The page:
If you’re tempted to go ‘dairy-free’, be cautious about the plant milk you switch to, as it may not be better for your skin. Oat milk, for example, is a high GI food due to the sugar maltose and there is evidence that food high in sugar can trigger acne.

4. Zero sleep face

Our cells use the time we sleep to repair and renew themselves. Specifically, cell renewal—a vital process for sprucing up skin—is eight times faster between the hours of 10pm and 2am than in the middle of the day.

If you’ve been binging on Netflix boxsets until the early hours, you may want to consider research by Estée Lauder scientists, which found that blue light can disrupt the skin’s circadian rhythm.  “Results indicate that exposure to blue light at night can cause skin cells to continue to ‘think’ it is daytime, impacting their natural nighttime repair process,” says Dr. Nadine Pernodet, scientific spokesperson for The Estée Lauder Companies. Likewise, sleeping in your makeup won’t stop cell renewal, but it does make the growth hormones that push new cells up to the skin’s surface less efficient.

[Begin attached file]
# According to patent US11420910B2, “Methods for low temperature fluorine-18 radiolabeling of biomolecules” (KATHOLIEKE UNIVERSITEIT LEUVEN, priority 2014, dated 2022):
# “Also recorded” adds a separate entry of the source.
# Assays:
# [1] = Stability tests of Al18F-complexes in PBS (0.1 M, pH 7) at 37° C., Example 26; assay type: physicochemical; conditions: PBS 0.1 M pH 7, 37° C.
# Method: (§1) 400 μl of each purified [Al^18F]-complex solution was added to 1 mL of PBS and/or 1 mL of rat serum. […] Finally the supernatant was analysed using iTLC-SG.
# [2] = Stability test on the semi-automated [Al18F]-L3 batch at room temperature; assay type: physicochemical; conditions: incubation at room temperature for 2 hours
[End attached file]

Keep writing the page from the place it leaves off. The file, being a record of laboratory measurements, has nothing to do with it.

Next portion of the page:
Lack of sleep causes a surge of stress hormones, too. Cortisol weakens the skin barrier and depletes it of water, lipids and ceramides. It also exacerbates underlying skin conditions such as eczema, causing patches of dry, itchy skin to bloom across the body.

How to treat zero sleep face:

If you want to assist your skin’s recovery process, it makes sense to get eight hours’ sleep and use that time to flood skin with transformative ingredients.